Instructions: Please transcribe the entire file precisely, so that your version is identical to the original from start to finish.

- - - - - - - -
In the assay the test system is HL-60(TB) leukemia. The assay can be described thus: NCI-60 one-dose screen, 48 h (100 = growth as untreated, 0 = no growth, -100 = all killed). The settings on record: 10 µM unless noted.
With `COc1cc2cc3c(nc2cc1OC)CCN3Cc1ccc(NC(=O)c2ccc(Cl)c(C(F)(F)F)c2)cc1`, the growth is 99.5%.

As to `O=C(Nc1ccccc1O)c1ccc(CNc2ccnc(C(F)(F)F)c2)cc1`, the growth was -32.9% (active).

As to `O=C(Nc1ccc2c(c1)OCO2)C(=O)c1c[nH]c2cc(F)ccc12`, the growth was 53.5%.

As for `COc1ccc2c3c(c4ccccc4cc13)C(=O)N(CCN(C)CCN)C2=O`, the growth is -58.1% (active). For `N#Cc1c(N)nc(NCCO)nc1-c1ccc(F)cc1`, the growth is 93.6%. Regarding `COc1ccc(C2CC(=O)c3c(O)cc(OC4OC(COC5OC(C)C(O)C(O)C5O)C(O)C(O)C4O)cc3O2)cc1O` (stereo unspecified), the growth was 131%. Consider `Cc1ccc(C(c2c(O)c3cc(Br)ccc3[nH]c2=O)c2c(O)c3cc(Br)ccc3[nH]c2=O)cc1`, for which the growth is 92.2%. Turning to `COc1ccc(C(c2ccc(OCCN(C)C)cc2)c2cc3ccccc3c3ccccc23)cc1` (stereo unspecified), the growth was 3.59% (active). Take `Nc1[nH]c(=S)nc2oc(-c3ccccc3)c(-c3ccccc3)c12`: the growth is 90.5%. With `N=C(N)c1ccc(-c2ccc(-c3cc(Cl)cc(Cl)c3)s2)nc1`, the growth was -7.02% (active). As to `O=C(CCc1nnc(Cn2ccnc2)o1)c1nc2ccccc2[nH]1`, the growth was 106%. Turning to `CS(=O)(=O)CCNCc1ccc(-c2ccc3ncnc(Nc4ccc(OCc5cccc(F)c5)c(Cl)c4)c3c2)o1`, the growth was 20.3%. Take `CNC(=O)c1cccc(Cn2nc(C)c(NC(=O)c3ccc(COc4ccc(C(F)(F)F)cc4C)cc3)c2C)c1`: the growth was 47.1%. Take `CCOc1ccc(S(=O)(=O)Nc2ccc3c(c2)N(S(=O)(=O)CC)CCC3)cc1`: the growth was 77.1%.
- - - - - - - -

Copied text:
In the assay the test system is HL-60(TB) leukemia. The assay can be described thus: NCI-60 one-dose screen, 48 h (100 = growth as untreated, 0 = no growth, -100 = all killed). The settings on record: 10 µM unless noted.
With `COc1cc2cc3c(nc2cc1OC)CCN3Cc1ccc(NC(=O)c2ccc(Cl)c(C(F)(F)F)c2)cc1`, the growth is 99.5%.

As to `O=C(Nc1ccccc1O)c1ccc(CNc2ccnc(C(F)(F)F)c2)cc1`, the growth was -32.9% (active).

As to `O=C(Nc1ccc2c(c1)OCO2)C(=O)c1c[nH]c2cc(F)ccc12`, the growth was 53.5%.

As for `COc1ccc2c3c(c4ccccc4cc13)C(=O)N(CCN(C)CCN)C2=O`, the growth is -58.1% (active). For `N#Cc1c(N)nc(NCCO)nc1-c1ccc(F)cc1`, the growth is 93.6%. Regarding `COc1ccc(C2CC(=O)c3c(O)cc(OC4OC(COC5OC(C)C(O)C(O)C5O)C(O)C(O)C4O)cc3O2)cc1O` (stereo unspecified), the growth was 131%. Consider `Cc1ccc(C(c2c(O)c3cc(Br)ccc3[nH]c2=O)c2c(O)c3cc(Br)ccc3[nH]c2=O)cc1`, for which the growth is 92.2%. Turning to `COc1ccc(C(c2ccc(OCCN(C)C)cc2)c2cc3ccccc3c3ccccc23)cc1` (stereo unspecified), the growth was 3.59% (active). Take `Nc1[nH]c(=S)nc2oc(-c3ccccc3)c(-c3ccccc3)c12`: the growth is 90.5%. With `N=C(N)c1ccc(-c2ccc(-c3cc(Cl)cc(Cl)c3)s2)nc1`, the growth was -7.02% (active). As to `O=C(CCc1nnc(Cn2ccnc2)o1)c1nc2ccccc2[nH]1`, the growth was 106%. Turning to `CS(=O)(=O)CCNCc1ccc(-c2ccc3ncnc(Nc4ccc(OCc5cccc(F)c5)c(Cl)c4)c3c2)o1`, the growth was 20.3%. Take `CNC(=O)c1cccc(Cn2nc(C)c(NC(=O)c3ccc(COc4ccc(C(F)(F)F)cc4C)cc3)c2C)c1`: the growth was 47.1%. Take `CCOc1ccc(S(=O)(=O)Nc2ccc3c(c2)N(S(=O)(=O)CC)CCC3)cc1`: the growth was 77.1%.